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Rye, Town Of

RYE, TOWN OF, a market town and municipal borough in the Rye parliamentary division of Sussex, England, n m. N.E. by E. from Hastings, on the South-Eastern & Chatham railway. Pop. (1901) 3900. It rises on a sharp eminence above the S. of Romney Marsh, which within historic times was an inlet of the English Channel. The sea began to recede in the 16th century, and now the river Rother forms a small estuary with its mouth 2 m. from the town; this serves as a small harbour with a depth of 15 ft. at high tide, and there is some trade in coal, grain and timber. Fishing and shipbuilding are carried on, and there is a market for sheep (which are pastured in great numbers on the marshes), wool, grain and hops. The church of St Mary is of mixed architecture, chiefly Transitional, Norman and Early English; it is cruciform, with a low central tower. Of the old fortifications there remain portions of the town wall, a strong quadrangular tower built by William of Ypres, earl of Kent, and lord warden in the time of Stephen, and now forming part of the police station, and a handsome gate with a round tower on each side, known as the Land Gate, at the entrance into Rye from the London road. Picturesque old houses are numerous. In the low land S. of the town stands Camber Castle, one of the coastal defensive works of Henry VIII. In the vicinity are golf-links, to which a steam tram runs from the town. The municipal borough is under a mayor, 4 aldermen and 12 councillors. Area, 985 acres.

In the time of Edward the Confessor, Rye (Ria, Ryerot, La Rie) was a fishing village and, as part of the manor of " Rameslie," was granted by the king to the abbot and convent of Fecamp, by whom it was retained until Henry III. resumed it. By 1086 Rye was probably a port of consequence, and a charter of Richard I. shows that in the reign of Henry II., if not before, it had been added to the Cinque Ports. The fluctuations of the sea and attacks of the French caused its decline in the 13th and 14th centuries, and the walls were therefore built in the reign of Edward III. The decay of Winchelsea contributed to the partial revival of Rye in the isth and 16th centuries, when it was a chief port of passage. Towards the end of the 16th century the decay of the port began, and notwithstanding frequent attempts to improve the harbour it never recovered its ancient prosperity. Rye was incorporated under a mayor and jurats by the beginning of the uth century, but possesses no charter distinct from the Cinque Ports. As a member of the Cinque Ports, which were summoned from 1322 onwards, Rye returned two representatives to parliament from 1366 until 1832; after that date one only until 1885. In 1290 the barons of the royal port of Rye were granted a three days' fair in September, altered in 1305 to March. The mayor and commonalty evidently held weekly markets on Wednesday and Friday before 1405, as in that year the Friday market was changed to Saturday. Shipbuilding has been carried on since the 13th century.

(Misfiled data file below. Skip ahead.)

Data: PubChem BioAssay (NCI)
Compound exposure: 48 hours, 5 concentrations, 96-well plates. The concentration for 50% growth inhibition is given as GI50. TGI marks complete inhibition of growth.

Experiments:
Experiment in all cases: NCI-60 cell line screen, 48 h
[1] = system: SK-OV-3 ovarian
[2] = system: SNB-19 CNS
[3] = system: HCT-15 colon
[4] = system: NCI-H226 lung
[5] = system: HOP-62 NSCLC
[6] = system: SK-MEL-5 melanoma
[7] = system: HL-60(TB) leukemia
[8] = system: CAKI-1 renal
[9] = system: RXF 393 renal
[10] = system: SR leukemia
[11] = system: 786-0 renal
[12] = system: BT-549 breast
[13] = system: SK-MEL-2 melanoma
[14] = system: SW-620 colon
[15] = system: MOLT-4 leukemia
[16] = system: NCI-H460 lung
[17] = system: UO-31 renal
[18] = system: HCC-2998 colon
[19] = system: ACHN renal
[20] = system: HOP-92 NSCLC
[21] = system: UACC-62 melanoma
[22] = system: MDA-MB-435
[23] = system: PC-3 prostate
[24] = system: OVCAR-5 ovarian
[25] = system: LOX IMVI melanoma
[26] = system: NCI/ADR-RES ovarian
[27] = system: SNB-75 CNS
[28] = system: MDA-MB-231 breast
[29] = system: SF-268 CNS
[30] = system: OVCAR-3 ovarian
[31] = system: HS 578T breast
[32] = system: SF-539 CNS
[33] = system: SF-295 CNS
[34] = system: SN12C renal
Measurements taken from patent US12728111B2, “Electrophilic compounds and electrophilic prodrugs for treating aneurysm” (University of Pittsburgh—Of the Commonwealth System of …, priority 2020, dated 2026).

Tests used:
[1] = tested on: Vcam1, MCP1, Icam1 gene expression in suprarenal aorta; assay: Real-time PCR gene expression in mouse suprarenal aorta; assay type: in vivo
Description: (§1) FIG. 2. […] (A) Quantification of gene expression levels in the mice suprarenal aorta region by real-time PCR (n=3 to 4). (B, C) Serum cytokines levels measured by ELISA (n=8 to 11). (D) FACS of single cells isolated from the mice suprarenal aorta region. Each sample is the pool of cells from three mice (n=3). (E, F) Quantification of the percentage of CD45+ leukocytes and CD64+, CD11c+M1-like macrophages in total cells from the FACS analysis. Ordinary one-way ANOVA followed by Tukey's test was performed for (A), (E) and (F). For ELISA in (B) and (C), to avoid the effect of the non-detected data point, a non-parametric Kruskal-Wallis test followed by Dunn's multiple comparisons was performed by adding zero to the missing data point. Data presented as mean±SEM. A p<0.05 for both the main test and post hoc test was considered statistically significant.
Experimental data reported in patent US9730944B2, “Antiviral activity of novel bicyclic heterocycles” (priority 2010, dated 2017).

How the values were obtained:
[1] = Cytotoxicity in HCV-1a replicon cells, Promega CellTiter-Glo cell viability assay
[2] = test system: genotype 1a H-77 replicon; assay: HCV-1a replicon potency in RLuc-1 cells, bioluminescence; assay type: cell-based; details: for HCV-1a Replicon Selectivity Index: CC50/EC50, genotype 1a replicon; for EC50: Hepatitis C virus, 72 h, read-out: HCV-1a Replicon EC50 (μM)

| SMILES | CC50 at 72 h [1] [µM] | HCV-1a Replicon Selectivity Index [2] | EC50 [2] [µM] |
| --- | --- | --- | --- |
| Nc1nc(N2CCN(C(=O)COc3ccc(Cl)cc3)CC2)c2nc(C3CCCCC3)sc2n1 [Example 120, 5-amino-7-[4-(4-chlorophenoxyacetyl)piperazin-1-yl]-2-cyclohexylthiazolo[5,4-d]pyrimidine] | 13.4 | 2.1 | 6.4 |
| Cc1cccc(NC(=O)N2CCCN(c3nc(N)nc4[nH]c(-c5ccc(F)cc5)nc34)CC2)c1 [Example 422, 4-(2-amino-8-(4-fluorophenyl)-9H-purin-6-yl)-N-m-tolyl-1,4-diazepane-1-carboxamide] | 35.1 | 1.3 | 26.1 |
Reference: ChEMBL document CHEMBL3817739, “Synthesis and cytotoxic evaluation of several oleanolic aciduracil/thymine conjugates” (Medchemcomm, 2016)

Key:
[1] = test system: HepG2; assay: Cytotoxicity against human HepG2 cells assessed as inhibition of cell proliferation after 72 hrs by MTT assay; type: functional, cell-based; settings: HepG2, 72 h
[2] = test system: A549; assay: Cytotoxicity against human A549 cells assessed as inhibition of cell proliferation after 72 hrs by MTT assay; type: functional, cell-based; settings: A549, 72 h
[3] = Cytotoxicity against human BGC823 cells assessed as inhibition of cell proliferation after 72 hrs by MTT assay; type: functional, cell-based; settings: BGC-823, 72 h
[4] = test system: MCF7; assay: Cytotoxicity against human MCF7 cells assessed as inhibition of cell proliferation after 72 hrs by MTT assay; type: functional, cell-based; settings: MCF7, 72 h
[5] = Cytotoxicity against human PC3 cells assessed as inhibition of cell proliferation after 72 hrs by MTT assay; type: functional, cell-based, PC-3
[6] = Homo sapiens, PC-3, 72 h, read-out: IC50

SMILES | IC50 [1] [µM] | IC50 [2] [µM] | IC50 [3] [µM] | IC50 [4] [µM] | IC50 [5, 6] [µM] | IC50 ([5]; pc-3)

Note - this article incorporates content from Encyclopaedia Britannica, Eleventh Edition, (1910-1911)

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